Most professionals use email every day for business — in fact, it’d be hard not to, with 281 billion messages sent and received on a daily basis. But when it comes to marketing, much of the attention gets focused on social media, which — while popular and highly visible — has a conversion rate less than half that of email marketing (4.29% vs. 1.81%), according to a recent analysis. Indeed, one 2015 study revealed that email marketing had an average ROI of £38 (about $50 USD) for every dollar invested.
With returns like that, the question is clear: How can we build our email lists? I’ll share three strategies I’ve learned in the past four years, as I’ve worked to build my mailing list to nearly 50,000 people. But first, an important note: You should always let subscribers opt in. It’s both a violation of anti-spamming laws and a deep annoyance to your intended audience if you simply add people without their permission (this includes LinkedIn connections or people who have given you their business card). Additionally, if you’ll have subscribers in the European Union, you’ll need to be aware of new GDPR (General Data Protection Regulation) laws; most email marketing companies will offer a primer for their customers, including additional checkboxes and notifications you can trigger for European IP addresses.
First, it’s essential to develop a lead magnet — a free giveaway that people can download in exchange for sharing their email address. (Here’s an example of one of mine.) Yes, you could simply have a link to “sign up for my e-newsletter,” and some do. But they’re the exception.
Most professionals are so inundated with email newsletters these days, they’re reluctant to sign up for yet another. But if you can offer something that readers will perceive as valuable — an e-book, a link to a sought-after webinar, or access to otherwise-private video interviews, an subscribe to newsletter, for instance — then they’ll likely be willing to at least give your email list a chance.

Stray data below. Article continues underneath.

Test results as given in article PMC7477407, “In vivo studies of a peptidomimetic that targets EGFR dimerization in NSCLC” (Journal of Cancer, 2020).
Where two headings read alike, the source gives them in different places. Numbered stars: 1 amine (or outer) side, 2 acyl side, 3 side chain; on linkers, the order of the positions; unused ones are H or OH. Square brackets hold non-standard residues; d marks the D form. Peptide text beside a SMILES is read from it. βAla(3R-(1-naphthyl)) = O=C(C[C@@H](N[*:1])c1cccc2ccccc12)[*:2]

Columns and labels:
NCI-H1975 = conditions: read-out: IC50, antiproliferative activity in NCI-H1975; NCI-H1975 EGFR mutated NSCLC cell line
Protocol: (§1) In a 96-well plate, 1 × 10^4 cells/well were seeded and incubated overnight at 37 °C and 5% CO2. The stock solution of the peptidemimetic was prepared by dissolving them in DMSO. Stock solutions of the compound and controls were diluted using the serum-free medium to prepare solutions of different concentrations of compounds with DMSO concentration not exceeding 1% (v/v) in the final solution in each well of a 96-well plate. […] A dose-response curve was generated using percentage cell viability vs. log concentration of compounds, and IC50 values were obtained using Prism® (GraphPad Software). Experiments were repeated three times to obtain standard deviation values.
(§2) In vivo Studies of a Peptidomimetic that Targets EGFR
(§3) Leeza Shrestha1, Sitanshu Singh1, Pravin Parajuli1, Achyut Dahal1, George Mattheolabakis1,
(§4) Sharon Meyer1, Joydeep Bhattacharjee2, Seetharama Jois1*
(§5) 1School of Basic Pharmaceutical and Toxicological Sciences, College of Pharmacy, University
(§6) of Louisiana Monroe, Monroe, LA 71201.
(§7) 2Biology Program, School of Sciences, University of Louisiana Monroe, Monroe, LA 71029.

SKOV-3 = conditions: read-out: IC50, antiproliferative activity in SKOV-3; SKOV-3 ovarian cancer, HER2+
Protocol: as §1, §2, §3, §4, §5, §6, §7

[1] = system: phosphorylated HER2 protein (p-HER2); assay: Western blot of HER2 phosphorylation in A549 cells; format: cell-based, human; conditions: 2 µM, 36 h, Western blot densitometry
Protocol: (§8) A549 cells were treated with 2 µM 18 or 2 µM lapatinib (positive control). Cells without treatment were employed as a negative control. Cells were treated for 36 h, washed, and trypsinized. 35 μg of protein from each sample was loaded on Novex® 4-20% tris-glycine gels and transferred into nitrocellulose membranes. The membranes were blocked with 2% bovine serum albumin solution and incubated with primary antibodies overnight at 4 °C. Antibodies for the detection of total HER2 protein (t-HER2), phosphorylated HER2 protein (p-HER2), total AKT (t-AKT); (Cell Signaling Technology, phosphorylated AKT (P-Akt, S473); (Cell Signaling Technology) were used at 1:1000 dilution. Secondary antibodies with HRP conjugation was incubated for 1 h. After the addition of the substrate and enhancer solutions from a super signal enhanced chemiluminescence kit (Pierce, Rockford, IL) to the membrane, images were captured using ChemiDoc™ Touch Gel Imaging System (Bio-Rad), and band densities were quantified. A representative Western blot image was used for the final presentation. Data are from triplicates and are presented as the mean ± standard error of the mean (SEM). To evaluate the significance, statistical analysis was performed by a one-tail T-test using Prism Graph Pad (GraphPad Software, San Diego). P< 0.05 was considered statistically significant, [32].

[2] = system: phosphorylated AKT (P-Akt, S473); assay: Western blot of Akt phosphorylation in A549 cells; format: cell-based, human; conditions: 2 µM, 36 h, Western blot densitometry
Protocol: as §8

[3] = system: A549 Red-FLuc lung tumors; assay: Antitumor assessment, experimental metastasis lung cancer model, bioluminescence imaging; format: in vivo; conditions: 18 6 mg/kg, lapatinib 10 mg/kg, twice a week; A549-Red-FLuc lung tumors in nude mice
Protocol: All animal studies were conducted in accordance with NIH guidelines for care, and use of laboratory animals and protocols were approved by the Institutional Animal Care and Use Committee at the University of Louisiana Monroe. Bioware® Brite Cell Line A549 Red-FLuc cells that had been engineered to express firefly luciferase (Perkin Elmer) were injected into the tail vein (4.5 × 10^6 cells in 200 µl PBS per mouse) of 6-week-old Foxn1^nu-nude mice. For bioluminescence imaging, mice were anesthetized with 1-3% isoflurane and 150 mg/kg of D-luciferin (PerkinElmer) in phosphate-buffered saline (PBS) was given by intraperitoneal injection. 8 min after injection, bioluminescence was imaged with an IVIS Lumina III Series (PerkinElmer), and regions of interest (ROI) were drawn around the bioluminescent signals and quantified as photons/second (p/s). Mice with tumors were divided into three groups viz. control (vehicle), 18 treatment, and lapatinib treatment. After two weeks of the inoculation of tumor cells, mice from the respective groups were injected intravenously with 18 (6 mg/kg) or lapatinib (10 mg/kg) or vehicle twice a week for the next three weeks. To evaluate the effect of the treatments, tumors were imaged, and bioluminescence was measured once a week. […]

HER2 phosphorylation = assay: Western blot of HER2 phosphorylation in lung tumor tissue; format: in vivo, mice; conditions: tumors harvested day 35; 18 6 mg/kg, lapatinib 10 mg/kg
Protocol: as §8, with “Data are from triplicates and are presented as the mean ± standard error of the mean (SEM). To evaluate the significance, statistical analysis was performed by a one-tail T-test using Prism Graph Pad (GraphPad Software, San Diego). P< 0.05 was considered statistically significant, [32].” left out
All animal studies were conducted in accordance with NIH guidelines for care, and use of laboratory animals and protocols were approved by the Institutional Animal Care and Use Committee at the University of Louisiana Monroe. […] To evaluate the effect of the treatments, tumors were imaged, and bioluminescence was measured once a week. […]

Second, you can ensure that a link to your lead magnet is featured prominently in any content you create, such as in the bio section of blog posts, and that you mention it during podcast interviews. These are extremely simple things to do, but they make a disproportionate difference. For instance, during the launch of my first book, Reinventing You, I didn’t have a lead magnet, and it didn’t occur to me to suggest during interviews that listeners visit my website. My email list grew only marginally.
Two years later, while promoting my next book, simply becoming more disciplined about mentioning the opportunity to “download my free, 42-page Stand Out self-assessment workbook” at the end of any podcast interviews enabled me to grow my list by more than 15,000 subscribers in only 10 months. In similar fashion, I began writing less for publications that didn’t allow me to include my lead magnet in the bio section of the article, and prioritized writing for those that did.
Third and finally, you can grow your email list via cross-promotions. As I describe in my latest book, Entrepreneurial You, if you have a good relationship with someone and your products and focus area are aligned, entering into a joint venture arrangement can be a great way to introduce each other to your respective audiences, increase the size of your mailing lists, and earn some revenue. Here’s how it works.
When I partnered with Dov Gordon, a consultant who runs a listserv for marketers interested in joint ventures, I sent an email to my list promoting a free teleseminar he was conducting about how to improve the marketing process. I explained my connection with him, my respect for his work, and why readers might be interested.
When any of my followers registered for his teleseminar, they were added to his email list (which they could choose to unsubscribe from at any point). And if they signed up for his consulting services, I would receive a share of the revenues. The net result? Hundreds of new email subscribers for him, and $3,500 in affiliate commissions for me. The key, of course, is ensuring that you choose your partners wisely, since their content and tactics reflect back on your brand.
There’s no shortage of pundits arguing that email is dead, or at least dying, soon to be replaced by Slack, WhatsApp, or some heretofore unknown communication channel. And yet — for better or worse — almost all of us still use email every single day. Letting someone into our inboxes is an act of profound trust in this oversaturated era. By following these strategies, you’re far more likely to earn your place and reap the rewards.